“Playing Angels” Sculpture Returns to Kelly Drive

Yesterday a beloved sculpture was restored to its proper place in Fairmount. Carl Milles’ “Playing Angels” have danced and played in the grass above Kelly Drive since 1972 and recently received a long-awaited makeover.

The Office of Arts, Culture and the Creative Economy (Creative Philadelphia) had the “Playing Angels” fully restored and reengineered their anchoring system, so now they can be enjoyed for decades to come. The angels were cast from a group of five originals created by the famous Swedish sculptor around 1950, which currently reside in Millesgården, overlooking Sweden’s Stockholm harbor.



According to the Association for Public Art, the five casts were originally headed for a private site in Philadelphia. When plans fell through, one angel headed to Kansas City and another to Virginia. The Association for Public Art (then called the Fairmount Park Art Association) bought the other three in 1968 and installed them four years later.

The playful bronze casts sit lightly atop concrete pedestals – similar to those at Millesgården – giving them the appearance of flight. Now the “Playing Angels” can once again be seen frolicking in the sky while they make their music where Kelly Drive meets Fountain Green Drive, overlooking the Schuylkill River.

Photos courtesy of the Association for Public Art.

What’s Worth Seeing in October: Neil Young, Thurston Moore, Midtown Village Fall Festival, and More

neil young

Neil Young

Neil Young
October 8th and 9th
Academy of Music
The gritty Canadian singer and guitarist has always had a huge Philadelphia fan base, and his shows here are the stuff of legend. He performed a solo set and one with Crosby, Stills and Nash at Live Aid, he headlined a special 2008 concert to commemorate the end of the Spectrum, and his 2007 Tower shows were memorialized by filmmaker Jonathan Demme in the documentary Neil Young Trunk Show. If you don’t catch at least one of his two performances here this month, you’ll be missing out.

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Studio of Artist Andrew Wyeth Named National Historic Landmark

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The National Park Service has expanded a local national landmark to include the longtime studio of one of the best-known artists of the mid-20th century, Andrew Wyeth. Wyeth, who passed away in 2009 at the age of 91, is known for his realist paintings. The son of famous illustrator N. C. Wyeth, Andrew spent many years studying and painting his hometown of Chadds Ford. Some of his favorite subjects included his neighbors, Anna and Karl Kuerner, and their farm. The farm was also where Wyeth met Helga Testorf, a caregiver who became the subject of many of his paintings in the 70s and 80s.

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PHOTOS: Barbara Proud’s First Comes Love Book Launch at UArts

A book launch and reception was held Friday night at University of the Arts for photographer and Associate Professor Barbara Proud’s new page-turner First Comes Love: Portraits of Enduring LGBTQ Relationships (Soleil Press).



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PHOTOS: Have You Seen the Giant Chair in the Lobby at the Kimmel Center?

If you haven’t been to the Kimmel Center lately, you may be surprised when you walk in to see a giant chair dwarfing the lobby and all the attendants scurrying around underneath. Simply called “Folding Deck Chair,” the work, by multi-disciplinary artist Tristin Lowe, is part of a rotating collection of works from the West Collection—the same folks who donated those busts of composers made out of pages of books.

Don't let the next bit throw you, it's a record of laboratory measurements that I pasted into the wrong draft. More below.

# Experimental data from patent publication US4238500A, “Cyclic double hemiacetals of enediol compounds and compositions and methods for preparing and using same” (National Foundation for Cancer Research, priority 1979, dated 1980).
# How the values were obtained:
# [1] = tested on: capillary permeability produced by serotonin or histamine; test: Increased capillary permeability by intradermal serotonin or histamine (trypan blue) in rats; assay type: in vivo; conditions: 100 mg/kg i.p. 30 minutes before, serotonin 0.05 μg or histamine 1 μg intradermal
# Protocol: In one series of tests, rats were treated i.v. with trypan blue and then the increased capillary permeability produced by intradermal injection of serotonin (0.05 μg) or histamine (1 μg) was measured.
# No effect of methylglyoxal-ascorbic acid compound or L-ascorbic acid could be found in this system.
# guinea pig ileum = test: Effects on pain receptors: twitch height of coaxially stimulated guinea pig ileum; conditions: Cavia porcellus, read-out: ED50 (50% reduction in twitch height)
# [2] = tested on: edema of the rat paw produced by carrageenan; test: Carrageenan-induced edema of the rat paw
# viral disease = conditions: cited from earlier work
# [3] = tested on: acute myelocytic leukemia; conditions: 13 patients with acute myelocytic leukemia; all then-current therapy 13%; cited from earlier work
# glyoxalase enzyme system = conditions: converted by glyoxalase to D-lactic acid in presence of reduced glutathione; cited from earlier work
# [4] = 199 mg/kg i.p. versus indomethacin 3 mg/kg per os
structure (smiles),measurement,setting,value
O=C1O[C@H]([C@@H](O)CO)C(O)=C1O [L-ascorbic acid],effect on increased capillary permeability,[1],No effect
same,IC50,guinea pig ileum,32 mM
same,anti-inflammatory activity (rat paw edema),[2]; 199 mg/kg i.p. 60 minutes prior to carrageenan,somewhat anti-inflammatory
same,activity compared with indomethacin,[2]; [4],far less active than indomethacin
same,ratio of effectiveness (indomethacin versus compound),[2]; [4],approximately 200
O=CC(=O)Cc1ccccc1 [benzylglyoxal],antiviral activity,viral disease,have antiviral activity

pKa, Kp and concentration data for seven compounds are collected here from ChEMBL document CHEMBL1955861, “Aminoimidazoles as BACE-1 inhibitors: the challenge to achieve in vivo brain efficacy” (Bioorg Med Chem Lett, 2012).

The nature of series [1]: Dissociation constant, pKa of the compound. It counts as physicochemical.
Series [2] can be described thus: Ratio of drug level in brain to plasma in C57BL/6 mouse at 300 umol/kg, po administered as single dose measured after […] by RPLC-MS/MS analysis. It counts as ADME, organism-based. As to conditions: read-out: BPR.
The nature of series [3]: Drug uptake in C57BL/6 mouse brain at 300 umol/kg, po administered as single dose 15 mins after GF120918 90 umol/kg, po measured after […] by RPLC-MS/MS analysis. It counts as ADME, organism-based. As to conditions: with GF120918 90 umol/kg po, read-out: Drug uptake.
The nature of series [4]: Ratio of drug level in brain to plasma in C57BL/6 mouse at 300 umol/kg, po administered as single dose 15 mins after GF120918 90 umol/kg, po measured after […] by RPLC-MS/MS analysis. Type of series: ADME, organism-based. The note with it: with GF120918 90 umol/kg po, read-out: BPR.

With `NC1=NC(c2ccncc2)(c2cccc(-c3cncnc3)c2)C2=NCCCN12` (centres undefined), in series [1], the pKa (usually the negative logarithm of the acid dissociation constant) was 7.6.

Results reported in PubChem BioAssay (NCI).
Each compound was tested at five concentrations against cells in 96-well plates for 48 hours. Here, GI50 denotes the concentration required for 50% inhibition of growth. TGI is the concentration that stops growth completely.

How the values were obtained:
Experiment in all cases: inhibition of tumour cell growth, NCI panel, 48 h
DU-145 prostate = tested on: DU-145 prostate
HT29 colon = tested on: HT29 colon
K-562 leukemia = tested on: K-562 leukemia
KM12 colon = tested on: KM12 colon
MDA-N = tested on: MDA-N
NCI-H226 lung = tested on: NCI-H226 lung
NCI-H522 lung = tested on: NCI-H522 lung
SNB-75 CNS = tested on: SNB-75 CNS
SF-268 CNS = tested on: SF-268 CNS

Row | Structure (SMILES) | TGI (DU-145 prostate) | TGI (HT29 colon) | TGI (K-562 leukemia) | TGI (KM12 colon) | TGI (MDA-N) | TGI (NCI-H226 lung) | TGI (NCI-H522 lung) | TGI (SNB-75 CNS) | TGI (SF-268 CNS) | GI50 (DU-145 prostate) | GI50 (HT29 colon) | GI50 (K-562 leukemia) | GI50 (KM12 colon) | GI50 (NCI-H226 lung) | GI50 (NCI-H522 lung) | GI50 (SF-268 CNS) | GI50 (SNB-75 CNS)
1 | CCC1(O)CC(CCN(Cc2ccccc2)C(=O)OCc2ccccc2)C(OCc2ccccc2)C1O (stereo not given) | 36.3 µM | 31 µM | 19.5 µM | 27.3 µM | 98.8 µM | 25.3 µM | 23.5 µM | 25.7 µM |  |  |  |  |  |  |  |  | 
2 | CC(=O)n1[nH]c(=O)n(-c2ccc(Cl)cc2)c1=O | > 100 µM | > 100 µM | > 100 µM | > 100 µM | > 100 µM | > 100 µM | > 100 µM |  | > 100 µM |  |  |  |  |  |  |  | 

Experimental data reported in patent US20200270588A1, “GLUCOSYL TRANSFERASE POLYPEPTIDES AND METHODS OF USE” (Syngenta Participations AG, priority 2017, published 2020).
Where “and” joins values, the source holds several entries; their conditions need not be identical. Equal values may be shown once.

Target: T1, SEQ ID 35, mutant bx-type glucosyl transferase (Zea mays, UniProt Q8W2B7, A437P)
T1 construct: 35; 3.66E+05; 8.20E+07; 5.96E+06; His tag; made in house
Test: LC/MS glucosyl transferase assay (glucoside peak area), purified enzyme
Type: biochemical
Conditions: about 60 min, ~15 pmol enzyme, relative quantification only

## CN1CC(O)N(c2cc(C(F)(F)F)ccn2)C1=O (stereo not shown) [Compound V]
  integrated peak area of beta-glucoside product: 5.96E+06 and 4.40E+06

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9-Foot Joe Frazier Statue Being Erected at Xfinity Live

Photo by Matt Rourke | AP

Photo by Matt Rourke | AP

Philly artist Stephen Layne is applying the finishing touches to a 9-foot-tall, 1,800-pound sculpture of Joe Frazier that will stand in South Philly at Xfinity Live. The statue captures the boxer mid-punch. Layne modeled it after a photograph of the moment Frazier floored Muhammad Ali to win the heavyweight title in 1971. He thought that pose did a better job representing Philly than the statue of that other (ahem, fake) boxer over at the Art Museum.

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WATCH: Bizarre Trailer for David Lynch’s Upcoming PAFA Exhibit

The Pennsylvania Academy of Fine Arts (PAFA) is readying for a much-hyped new David Lynch exhibit, called “The Unified Field.” The exhibition will feature, among other things, 90 of Lynch’s drawings and paintings from 1965 to present, and some early short films, including 1967’s Six Men Getting Sick. To promote it, Lynch made this bizarre trailer which finds him lying awkwardly in a black space flicking light balls and talking gibberish. It’s very David Lynch:

“David Lynch” The Unified Earth” is Lynch’s first major museum exhibition in the United States. It opens September 13th and will run through December 28th. For more information, go here.

 

FringeArts Debuts Futuristic Floating Pop-Up Community WetLand

Artist rendering of "WetLand" by Mary Mattingly.

Artist rendering of “WetLand” by Mary Mattingly.

If you thought you had experienced every possible summer pop-up this city has to offer, think again.

A collaboration between FringeArts and Brooklyn-based artist Mary Mattingly is bringing yet another stunning waterfront destination to Philadelphia, except this one is more like a world of its own.

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